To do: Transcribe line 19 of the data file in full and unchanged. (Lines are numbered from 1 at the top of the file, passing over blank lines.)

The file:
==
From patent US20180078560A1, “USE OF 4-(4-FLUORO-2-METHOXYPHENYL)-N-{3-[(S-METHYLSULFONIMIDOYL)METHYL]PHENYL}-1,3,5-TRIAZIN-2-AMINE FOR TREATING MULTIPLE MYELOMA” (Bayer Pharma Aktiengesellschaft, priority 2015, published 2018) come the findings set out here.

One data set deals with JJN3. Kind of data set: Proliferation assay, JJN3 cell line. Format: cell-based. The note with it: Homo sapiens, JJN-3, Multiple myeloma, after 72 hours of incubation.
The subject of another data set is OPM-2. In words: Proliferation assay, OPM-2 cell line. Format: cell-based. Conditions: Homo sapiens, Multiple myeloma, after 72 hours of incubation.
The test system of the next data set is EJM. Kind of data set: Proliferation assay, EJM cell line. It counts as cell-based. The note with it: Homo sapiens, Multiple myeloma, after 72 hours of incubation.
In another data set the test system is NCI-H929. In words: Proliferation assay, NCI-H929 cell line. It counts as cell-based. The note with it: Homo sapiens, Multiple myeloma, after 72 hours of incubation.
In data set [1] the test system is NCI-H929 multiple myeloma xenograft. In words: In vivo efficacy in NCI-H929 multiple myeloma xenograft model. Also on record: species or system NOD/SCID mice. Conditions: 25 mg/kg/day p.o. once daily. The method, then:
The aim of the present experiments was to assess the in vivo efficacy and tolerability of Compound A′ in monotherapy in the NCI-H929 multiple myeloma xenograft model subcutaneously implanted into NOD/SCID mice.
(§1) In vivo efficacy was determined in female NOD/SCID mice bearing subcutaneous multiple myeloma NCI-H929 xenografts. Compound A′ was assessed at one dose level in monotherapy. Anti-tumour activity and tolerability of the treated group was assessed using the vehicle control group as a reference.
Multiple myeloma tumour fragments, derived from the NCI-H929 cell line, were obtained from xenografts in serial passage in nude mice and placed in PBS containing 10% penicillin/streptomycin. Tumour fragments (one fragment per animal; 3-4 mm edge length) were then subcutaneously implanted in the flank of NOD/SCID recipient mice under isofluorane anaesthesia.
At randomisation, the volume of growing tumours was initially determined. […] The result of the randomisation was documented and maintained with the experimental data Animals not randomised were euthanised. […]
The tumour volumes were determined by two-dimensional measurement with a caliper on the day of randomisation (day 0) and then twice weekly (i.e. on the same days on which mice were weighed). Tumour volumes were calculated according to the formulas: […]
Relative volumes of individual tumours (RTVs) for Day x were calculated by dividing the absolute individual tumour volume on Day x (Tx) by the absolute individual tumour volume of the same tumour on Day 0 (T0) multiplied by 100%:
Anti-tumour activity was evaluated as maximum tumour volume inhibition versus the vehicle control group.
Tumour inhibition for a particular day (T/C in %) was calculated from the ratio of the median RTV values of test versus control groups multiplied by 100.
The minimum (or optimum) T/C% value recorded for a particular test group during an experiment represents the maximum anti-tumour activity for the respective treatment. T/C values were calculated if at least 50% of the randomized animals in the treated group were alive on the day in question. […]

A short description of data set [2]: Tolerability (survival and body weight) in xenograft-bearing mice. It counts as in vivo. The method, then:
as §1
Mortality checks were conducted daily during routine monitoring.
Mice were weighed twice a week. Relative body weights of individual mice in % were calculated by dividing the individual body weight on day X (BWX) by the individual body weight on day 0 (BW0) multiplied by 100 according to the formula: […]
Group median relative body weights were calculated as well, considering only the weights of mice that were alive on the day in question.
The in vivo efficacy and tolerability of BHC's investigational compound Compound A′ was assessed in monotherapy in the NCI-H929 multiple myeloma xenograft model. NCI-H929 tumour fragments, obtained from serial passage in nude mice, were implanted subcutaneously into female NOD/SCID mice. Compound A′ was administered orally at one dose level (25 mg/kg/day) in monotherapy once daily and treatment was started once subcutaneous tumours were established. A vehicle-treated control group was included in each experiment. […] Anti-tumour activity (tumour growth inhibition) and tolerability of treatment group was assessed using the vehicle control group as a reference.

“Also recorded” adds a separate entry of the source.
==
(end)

Mice were weighed twice a week. Relative body weights of individual mice in % were calculated by dividing the individual body weight on day X (BWX) by the individual body weight on day 0 (BW0) multiplied by 100 according to the formula: […]